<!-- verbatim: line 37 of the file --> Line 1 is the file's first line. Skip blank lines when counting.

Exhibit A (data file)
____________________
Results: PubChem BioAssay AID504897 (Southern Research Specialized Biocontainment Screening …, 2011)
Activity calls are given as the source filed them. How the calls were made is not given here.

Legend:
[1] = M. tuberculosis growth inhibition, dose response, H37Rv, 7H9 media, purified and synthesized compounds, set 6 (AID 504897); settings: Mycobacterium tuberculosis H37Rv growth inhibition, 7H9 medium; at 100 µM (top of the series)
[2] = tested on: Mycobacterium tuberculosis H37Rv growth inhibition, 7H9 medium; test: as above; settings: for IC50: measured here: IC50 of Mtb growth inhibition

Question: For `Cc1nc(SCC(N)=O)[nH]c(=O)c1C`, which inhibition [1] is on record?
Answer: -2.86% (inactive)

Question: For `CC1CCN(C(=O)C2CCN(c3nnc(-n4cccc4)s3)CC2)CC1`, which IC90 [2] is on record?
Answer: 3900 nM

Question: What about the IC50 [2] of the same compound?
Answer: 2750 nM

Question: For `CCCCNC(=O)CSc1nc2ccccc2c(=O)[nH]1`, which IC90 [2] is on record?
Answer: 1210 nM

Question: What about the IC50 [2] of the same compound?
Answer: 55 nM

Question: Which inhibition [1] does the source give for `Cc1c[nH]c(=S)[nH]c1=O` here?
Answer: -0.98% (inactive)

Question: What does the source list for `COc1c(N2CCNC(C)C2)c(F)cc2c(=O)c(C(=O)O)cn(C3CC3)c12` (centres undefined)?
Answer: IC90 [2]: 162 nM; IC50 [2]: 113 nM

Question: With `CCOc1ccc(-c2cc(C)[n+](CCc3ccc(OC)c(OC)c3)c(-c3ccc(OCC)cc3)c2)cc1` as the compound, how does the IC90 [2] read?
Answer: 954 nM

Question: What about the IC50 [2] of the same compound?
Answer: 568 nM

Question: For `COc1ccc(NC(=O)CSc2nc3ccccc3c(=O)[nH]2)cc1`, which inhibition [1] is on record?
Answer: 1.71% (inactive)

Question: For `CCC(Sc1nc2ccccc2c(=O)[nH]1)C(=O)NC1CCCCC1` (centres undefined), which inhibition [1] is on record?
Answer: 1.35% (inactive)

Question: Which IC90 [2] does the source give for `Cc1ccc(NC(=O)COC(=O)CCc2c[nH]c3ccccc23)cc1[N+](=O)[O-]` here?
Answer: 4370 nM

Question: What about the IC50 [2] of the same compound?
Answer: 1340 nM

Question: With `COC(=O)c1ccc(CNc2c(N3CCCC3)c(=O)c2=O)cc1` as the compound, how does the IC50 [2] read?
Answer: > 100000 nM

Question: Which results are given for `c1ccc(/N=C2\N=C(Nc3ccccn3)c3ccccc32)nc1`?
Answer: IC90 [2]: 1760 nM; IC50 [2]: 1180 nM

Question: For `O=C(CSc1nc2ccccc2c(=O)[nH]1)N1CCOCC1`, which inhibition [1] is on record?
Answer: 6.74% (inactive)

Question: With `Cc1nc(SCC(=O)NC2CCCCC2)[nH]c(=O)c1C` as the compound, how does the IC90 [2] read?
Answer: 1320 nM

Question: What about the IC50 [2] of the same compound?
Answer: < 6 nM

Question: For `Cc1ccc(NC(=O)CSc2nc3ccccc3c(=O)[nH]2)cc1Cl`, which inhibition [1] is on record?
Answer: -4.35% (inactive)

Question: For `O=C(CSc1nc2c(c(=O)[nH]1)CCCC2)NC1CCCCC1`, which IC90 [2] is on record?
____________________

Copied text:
Answer: 6.74% (inactive)